The NFL seems to just roll along, completely undaunted by the winds of change. Last week they agreed to shell out $765 million over 20 years as part of a class action concussion lawsuit. Compared to the $9.5 billion in revenue the “non-profit” NFL took up Madison Avenue in 2012, and the original $2 billion that the players originally wanted, that figure is a drop in the bucket to make the concussion headache quiet down for now. In an attempt to leave no survivors behind, the NFL even pressured ESPN to pull out of an upcoming PBS Frontline piece on concussions. Given that ESPN CEO John Skipper lives off of Roger Goodell’s tit, it’s no surprise that ESPN threw their journalistic responsibility to the wall for the sake of business.
Last year, I wrote about how the morality of football should be called into question. I stand by that, but it’s unreasonable to think that the NFL will ever change their ways. They’ll continue to throw money at the problem just for the sake of saving face and keeping the media pressure to a low simmer, because they can afford to do so. What’s $10 million to donate to concussion and head injury research to them? Nothing! Now nobody can charge them of totally ignoring the issue like they did for 30 years—they’re paying for “answers.” And if Congress and the insurance companies muster up enough public guilt to somehow force the NFL to change the rules of the game or risk being shut down? Something tells me that the right people will have their palms greased. The biggest obstacle to progressive change in this country is conservative money, and the NFL has plenty of that. The NFL is a behemoth which is about to host a Super Bowl in New York City—the thing about these massive forces of business is, when they get rolling and the money is seemingly unlimited, they won’t stop for anyone. Not for Junior Seau’s family, not for a PBS piece, and not even for Congress. The money is just too good.
With that, let’s jump into what we’re projecting for this NFL season. But first, you have to give credit where credit is due. While a Packer victory over the Texans was the popular Super Bowl pick around here last fall, Greg bucked the trend and correctly predicted a Ravens-49ers Super Bowl. Not only that, but he picked the Ravens too. I sure hope he threw some money on that forecast bet.
*denotes wild card team
SUPER BOWL PICK: Seahawks over Broncos (21-17)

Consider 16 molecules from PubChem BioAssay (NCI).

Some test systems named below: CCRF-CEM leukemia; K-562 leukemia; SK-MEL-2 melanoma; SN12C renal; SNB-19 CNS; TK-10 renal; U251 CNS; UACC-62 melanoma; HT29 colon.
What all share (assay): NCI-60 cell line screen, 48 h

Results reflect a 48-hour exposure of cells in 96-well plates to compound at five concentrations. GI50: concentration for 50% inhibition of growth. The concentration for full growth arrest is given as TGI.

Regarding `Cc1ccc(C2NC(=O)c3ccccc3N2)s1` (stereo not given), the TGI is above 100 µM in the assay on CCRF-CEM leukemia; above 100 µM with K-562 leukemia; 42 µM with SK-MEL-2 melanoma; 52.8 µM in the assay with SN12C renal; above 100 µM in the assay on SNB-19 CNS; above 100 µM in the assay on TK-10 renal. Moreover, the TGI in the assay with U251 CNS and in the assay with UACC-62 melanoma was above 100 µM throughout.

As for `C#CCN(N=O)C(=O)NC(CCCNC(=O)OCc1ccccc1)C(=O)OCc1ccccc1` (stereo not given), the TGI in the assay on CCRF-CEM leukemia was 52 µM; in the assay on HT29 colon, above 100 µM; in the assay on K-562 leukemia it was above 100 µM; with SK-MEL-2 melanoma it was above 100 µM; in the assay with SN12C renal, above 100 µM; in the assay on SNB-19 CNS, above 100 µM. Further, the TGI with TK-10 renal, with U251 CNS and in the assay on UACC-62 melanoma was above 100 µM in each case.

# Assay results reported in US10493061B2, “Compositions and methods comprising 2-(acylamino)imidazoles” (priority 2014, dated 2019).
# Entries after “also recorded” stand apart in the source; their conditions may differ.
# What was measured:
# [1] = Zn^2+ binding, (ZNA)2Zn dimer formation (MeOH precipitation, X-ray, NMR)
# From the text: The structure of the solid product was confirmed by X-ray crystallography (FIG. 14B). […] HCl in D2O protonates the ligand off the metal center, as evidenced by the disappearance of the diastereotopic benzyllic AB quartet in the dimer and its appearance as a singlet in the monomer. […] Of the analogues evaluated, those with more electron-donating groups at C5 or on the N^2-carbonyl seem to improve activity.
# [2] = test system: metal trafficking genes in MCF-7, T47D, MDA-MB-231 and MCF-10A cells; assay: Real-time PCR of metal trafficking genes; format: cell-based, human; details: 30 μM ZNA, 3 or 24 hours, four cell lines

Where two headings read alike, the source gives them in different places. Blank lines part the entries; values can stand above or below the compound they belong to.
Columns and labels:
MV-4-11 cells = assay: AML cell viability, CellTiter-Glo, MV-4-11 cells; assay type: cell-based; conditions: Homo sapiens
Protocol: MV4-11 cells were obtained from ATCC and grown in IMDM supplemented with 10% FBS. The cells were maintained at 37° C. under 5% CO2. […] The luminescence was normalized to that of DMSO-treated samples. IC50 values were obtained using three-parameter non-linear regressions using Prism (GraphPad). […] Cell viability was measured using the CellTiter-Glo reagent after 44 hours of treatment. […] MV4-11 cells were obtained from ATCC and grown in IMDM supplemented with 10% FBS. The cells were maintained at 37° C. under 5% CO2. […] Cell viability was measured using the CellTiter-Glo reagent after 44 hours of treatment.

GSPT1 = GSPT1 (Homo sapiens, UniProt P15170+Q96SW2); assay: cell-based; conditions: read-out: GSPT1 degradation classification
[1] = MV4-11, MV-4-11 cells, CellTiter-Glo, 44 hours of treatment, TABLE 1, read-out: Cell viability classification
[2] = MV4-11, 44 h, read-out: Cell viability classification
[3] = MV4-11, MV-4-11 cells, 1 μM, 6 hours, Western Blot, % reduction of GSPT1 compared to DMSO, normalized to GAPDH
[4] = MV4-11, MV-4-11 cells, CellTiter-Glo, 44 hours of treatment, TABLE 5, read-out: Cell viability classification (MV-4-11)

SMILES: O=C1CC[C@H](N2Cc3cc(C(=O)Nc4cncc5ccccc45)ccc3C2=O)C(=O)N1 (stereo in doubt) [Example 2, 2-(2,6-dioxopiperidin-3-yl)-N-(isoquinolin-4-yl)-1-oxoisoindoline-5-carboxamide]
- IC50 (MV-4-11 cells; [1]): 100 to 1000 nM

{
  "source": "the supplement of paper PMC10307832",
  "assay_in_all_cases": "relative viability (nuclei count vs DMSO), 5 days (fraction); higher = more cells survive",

Looking around the AFC, this might be the weakest the division has been in years. Everything is relative to their NFC neighbors, and for the first time in recent memory, I’m not all to impressed by what the AFC’s elite are stacking this season. Yes, the Ravens just won the Super Bowl, but I’m expecting them to regress this season. The Patriots’ defense and wide receivers are a concern, but that has rarely ever slowed down Tom Brady. I just don’t think, given how random the NFL playoffs can breakdown in some years, that the Belichick-Brady reign has another Super Bowl title left in them. The Broncos are a much stronger team, and with Peyton Manning at the helm, they’re in more than capable hands. In the NFC, it’s a dogfight between the 49ers and Seahawks right now. The Packers, Giants, and Falcons will always hang around given their previous winning seasons and quarterback play, but nobody in the NFL is touching the talent and physicality out west. If Percy Harvin can find the field by the end of the season, the Seahawks are my surefire Super Bowl pick.
SUPER BOWL PICK: Giants over Broncos, 38-35
Yes, I excluded the Ravens from the Playoff Picture. While I believe their defense is more talented than what it was last year, there have been too many changes in personnel since Super Bowl XLVII for me to include them. Still, thanks for making me look like a genius last year, Baltimore. Anyway, expect parity this season. A lot of these teams are evenly matched, and in this league, anyone truly can beat anyone. This year, look for trends from last year to be reversed: The Redskins have the toughest schedule in the league and will miss the playoffs, as will the Cowboys, with Jason Garrett being fired at season’s end. The Chiefs, on the other hand, have an easy schedule, a competent QB and Head Coach Fat Andy, who will lead them to a wild card spot. The Colts last year were 7-1 in games decided by 7 points or less; I expect that record not to be matched this season. The Panthers, on the other hand, finished 1-7 in the exact same games; expect that mark to improve as they snatch a wild card berth.
In the AFC Championship Game, Houston will travel to Denver, where they will lose late on a Matt Prater 55 yard field goal. The Giants are gonna win the NFC East, win their home playoff game against the Panthers, somehow silence the Saints in New Orleans and set up a rematch of the 2007 NFC Championship Game, which will have the exact same outcome of a Giants victory. The Giants will play in their road whites in MetLife in a Manning Bowl Super Bowl in New York, which will probably cause ESPN to die from autoerotique asphyxiation. With the home crowd backing them, the Giants will win Super Bowl XLVIII at home, equaling the Dallas Cowboys and becoming the first team to win a home Super bowl in the process, which will result in Eli locking up a spot in the Hall of Fame as well as Jerry Jones committing suicide.